Digital Filmmaking For Kids For Dummies
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Have you ever thought about why your favorite film is your favorite film? Is it the actors? Is it the special effects? Or is it the story? A good story is made up of a beginning, middle, and end. This is also known as a three‐act structure. Without these three sections, the audience may feel confused or as if they have missed something.

Before writing a story, you need to develop the idea. If you’re short of ideas, consider using the idea you created for your trailer as the basis for your film.

When developing your idea, decide on a genre for your film, then think about what your audience would want to see. Is there an existing story you can base your idea on? Think about what’s possible to film with the resources, actors, and locations you have. Remember to write down all your ideas — and keep in mind, no idea is a bad idea.

When you write a story for a film, you may want to begin by dividing your idea into a beginning, middle, and end. This will helps you to structure the story and work out if something is missing or doesn’t work.

Act I: The Setup

This is where you set up your story, characters, and genre, revealing any background information or character history that’s essential to the story. You don’t have to jump straight in to introducing your characters at the beginning of Act I, but it should be done at some point in the first act. It’s important to keep this section engaging as your audience could turn away if nothing happens.

You may want to build up to the main event and confrontation. Act I in one crew’s film includes the children meeting in the forest and introducing the characters and setting. This crew builds up to the main event with the children finding themselves lost. At this point, the audience has no idea what is coming and about to happen to them, but the tension is building.

Act II: The Confrontation

This is normally the longest section and can be the hardest to write. This section is where you introduce the main event or the confrontation. Here, there should be a turning point in your story. Maybe your characters are in danger. Maybe there’s an unexpected twist in your story. It’s your opportunity to grab the attention of your audience or surprise them with a story twist.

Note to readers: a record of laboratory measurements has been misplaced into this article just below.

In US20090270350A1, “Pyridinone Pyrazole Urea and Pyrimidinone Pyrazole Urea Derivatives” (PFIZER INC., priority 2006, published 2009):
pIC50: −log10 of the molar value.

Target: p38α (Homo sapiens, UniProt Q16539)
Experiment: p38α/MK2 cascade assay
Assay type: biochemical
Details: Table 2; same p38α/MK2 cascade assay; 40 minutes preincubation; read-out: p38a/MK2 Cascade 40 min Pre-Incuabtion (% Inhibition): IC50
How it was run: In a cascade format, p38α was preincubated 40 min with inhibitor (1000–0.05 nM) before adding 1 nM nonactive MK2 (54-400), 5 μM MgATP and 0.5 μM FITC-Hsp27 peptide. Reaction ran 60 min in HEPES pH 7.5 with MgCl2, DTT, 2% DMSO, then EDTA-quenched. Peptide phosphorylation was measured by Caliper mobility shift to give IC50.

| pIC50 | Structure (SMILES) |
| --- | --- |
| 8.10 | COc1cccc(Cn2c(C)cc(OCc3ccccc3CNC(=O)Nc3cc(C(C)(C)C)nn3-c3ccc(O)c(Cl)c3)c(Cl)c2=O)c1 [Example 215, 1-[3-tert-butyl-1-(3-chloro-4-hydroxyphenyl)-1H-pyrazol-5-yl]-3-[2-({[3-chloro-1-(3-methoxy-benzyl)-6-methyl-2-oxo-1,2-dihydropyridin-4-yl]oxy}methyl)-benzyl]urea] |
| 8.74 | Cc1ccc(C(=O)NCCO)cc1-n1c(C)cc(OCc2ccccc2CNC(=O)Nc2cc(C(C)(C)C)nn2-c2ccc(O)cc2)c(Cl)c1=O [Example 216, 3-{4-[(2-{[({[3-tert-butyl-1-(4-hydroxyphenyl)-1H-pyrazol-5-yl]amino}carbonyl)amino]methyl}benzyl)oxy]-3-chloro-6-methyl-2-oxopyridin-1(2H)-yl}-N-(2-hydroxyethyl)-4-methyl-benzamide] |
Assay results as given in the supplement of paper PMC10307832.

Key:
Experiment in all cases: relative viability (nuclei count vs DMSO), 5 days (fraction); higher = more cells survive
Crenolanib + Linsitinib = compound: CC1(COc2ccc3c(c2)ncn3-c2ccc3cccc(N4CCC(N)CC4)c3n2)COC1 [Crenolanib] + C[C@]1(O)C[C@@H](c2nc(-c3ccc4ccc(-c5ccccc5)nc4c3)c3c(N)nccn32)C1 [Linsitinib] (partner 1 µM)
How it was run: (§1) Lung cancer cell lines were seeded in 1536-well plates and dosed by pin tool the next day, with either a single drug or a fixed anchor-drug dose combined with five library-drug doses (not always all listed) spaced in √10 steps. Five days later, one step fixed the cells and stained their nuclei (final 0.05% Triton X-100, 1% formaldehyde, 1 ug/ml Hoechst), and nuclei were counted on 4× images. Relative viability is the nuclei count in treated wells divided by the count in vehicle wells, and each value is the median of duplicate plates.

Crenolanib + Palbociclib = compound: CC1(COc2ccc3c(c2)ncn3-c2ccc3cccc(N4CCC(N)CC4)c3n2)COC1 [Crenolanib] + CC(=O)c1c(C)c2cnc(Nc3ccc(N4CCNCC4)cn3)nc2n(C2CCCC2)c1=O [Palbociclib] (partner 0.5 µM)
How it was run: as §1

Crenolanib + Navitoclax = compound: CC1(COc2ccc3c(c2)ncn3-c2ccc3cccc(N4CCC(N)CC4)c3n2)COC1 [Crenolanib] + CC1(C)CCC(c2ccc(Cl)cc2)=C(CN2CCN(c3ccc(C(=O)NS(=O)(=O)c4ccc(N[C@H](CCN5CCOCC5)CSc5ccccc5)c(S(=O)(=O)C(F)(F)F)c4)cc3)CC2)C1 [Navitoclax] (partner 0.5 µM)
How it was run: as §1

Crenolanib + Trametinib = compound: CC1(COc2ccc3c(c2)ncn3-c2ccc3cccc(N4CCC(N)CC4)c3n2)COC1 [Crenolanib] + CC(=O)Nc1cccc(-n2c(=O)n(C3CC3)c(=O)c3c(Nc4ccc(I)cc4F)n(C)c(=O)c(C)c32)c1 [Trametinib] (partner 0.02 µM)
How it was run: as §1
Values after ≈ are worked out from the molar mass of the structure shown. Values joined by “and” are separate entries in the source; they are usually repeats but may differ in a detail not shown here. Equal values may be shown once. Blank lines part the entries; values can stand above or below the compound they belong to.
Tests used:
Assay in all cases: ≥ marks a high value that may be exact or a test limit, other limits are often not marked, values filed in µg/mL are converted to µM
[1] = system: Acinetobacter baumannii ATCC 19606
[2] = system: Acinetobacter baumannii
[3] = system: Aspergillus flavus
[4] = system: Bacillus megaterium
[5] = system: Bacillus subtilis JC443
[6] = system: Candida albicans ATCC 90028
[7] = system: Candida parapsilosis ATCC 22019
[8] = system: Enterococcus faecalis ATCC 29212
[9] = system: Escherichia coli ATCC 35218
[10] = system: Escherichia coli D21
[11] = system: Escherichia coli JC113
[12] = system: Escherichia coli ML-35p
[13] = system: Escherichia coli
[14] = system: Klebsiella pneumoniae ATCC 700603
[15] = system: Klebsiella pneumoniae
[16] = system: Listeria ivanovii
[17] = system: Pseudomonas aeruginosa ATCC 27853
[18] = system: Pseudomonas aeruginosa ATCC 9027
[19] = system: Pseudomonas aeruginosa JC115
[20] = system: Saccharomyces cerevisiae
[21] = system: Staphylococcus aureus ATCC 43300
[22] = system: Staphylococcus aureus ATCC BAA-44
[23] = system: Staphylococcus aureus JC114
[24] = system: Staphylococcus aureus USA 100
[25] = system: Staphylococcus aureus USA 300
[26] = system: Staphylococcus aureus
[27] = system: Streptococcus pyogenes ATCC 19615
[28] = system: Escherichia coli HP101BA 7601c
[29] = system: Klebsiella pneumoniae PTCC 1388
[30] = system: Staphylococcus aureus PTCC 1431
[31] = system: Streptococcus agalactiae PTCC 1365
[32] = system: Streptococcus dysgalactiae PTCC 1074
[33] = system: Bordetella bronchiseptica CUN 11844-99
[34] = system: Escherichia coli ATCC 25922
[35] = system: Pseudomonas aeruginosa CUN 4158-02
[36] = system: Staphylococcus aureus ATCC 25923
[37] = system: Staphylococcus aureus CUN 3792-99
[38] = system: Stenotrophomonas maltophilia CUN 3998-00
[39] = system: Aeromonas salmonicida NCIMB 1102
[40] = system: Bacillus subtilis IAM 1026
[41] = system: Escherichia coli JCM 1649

In one crew’s film, Act II starts with the children in the forest discovering that someone is following them. Over the course of the act, this crew builds up the tension and panic in the characters until the unexpected twist: The characters find a time vortex in the forest, and at the same time, they meet the character that has been following them, a man from the future who turns out to be one of the children, all grown up. He explains that he wants to save the children by helping them out of the forest.

Act III: The Resolution

This is where you bring your story to an end — but remember to keep things interesting. You can always introduce another plot twist here to grab the attention of your audience. Your resolution shows how your characters deal with and overcome the conflict in Act II. This might be the most emotional part of your film.

In one crew’s film, Act III shows how the children try to get out of the forest before it gets dark. It’s a race against time, which adds emotion and tension for the audience. This crew ends their film with the children finding their way out of the forest and ultimately changing their future and saving everyone.

You don’t always have to have a happy ending. You could write an unexpected ending as long as it makes sense to your audience and won’t leave them wondering what’s just happened. It’s important to take your audience on an “emotional rollercoaster,” meaning that your story takes your audience’s emotions up and down throughout the film. If you just have lots of action all the way through, and no resting moments, your audience will feel emotionally exhausted and perhaps even bored.

Your audience will follow the emotions of your characters, so try to include a range of emotions and feelings in your story. If one moment your characters are scared because they can hear noises in the forest, and the next, they’re running because they’re being chased, and the moment after that, they’re upset because they realize they’re in danger, this will keep your audience interested and engaged.

Another way to keep your audience interested is by being unpredictable with your story. Don’t be too unpredictable or create an event or situation out of nowhere to fix a problem in your story, however, because you may confuse your audience. Still, including an unexpected twist in your story could make your film great, as long as it fits in with the rest of the story.

About This Article

This article is from the book:

About the book author:

Nick Willoughby heads Filmmaking For Kids and Film Future, a pair of programs designed to teach kids aged 7-16 the various aspects of filmmaking. Nick is also a writer and director for 7 Stream Media, a video and media production firm based in the UK.

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